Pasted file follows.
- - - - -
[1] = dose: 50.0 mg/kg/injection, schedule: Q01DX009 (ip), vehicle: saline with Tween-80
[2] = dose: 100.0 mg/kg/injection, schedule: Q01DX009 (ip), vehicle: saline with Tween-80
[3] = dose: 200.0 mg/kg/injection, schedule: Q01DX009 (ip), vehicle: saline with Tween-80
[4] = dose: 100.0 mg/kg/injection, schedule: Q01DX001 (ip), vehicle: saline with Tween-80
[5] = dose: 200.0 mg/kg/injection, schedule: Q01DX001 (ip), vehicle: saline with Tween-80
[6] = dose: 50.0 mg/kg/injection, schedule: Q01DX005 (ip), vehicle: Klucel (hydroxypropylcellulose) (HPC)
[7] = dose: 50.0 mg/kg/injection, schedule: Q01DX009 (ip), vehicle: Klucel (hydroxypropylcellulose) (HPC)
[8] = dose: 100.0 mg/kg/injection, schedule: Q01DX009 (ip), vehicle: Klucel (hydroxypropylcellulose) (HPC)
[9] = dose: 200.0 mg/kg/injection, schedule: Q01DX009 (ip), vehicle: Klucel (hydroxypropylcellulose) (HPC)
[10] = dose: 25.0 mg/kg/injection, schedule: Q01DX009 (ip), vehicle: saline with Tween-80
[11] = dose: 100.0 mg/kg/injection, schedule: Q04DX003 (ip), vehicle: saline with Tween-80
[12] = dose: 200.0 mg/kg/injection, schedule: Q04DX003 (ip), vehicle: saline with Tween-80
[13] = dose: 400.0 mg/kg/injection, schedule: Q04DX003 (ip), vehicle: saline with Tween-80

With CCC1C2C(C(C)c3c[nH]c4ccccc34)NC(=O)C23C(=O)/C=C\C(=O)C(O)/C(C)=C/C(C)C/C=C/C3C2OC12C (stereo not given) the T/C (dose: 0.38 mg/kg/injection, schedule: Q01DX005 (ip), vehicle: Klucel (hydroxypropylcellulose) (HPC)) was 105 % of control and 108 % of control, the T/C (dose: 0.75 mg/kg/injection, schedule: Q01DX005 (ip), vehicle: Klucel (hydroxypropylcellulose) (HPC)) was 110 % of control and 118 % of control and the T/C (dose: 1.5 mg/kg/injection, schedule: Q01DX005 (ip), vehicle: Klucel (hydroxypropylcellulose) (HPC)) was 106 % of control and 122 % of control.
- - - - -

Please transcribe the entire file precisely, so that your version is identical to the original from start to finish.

[1] = dose: 50.0 mg/kg/injection, schedule: Q01DX009 (ip), vehicle: saline with Tween-80
[2] = dose: 100.0 mg/kg/injection, schedule: Q01DX009 (ip), vehicle: saline with Tween-80
[3] = dose: 200.0 mg/kg/injection, schedule: Q01DX009 (ip), vehicle: saline with Tween-80
[4] = dose: 100.0 mg/kg/injection, schedule: Q01DX001 (ip), vehicle: saline with Tween-80
[5] = dose: 200.0 mg/kg/injection, schedule: Q01DX001 (ip), vehicle: saline with Tween-80
[6] = dose: 50.0 mg/kg/injection, schedule: Q01DX005 (ip), vehicle: Klucel (hydroxypropylcellulose) (HPC)
[7] = dose: 50.0 mg/kg/injection, schedule: Q01DX009 (ip), vehicle: Klucel (hydroxypropylcellulose) (HPC)
[8] = dose: 100.0 mg/kg/injection, schedule: Q01DX009 (ip), vehicle: Klucel (hydroxypropylcellulose) (HPC)
[9] = dose: 200.0 mg/kg/injection, schedule: Q01DX009 (ip), vehicle: Klucel (hydroxypropylcellulose) (HPC)
[10] = dose: 25.0 mg/kg/injection, schedule: Q01DX009 (ip), vehicle: saline with Tween-80
[11] = dose: 100.0 mg/kg/injection, schedule: Q04DX003 (ip), vehicle: saline with Tween-80
[12] = dose: 200.0 mg/kg/injection, schedule: Q04DX003 (ip), vehicle: saline with Tween-80
[13] = dose: 400.0 mg/kg/injection, schedule: Q04DX003 (ip), vehicle: saline with Tween-80

With CCC1C2C(C(C)c3c[nH]c4ccccc34)NC(=O)C23C(=O)/C=C\C(=O)C(O)/C(C)=C/C(C)C/C=C/C3C2OC12C (stereo not given) the T/C (dose: 0.38 mg/kg/injection, schedule: Q01DX005 (ip), vehicle: Klucel (hydroxypropylcellulose) (HPC)) was 105 % of control and 108 % of control, the T/C (dose: 0.75 mg/kg/injection, schedule: Q01DX005 (ip), vehicle: Klucel (hydroxypropylcellulose) (HPC)) was 110 % of control and 118 % of control and the T/C (dose: 1.5 mg/kg/injection, schedule: Q01DX005 (ip), vehicle: Klucel (hydroxypropylcellulose) (HPC)) was 106 % of control and 122 % of control.